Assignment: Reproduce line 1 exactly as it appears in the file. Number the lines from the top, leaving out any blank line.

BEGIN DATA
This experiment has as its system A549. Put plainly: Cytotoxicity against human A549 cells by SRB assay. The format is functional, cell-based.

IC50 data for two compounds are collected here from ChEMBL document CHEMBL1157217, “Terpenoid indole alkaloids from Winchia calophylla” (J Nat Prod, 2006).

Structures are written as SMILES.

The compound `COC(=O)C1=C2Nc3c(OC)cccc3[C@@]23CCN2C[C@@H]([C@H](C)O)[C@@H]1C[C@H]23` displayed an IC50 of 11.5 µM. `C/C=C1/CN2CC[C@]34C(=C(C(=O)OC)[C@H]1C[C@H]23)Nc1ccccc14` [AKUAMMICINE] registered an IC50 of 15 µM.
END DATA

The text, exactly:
This experiment has as its system A549. Put plainly: Cytotoxicity against human A549 cells by SRB assay. The format is functional, cell-based.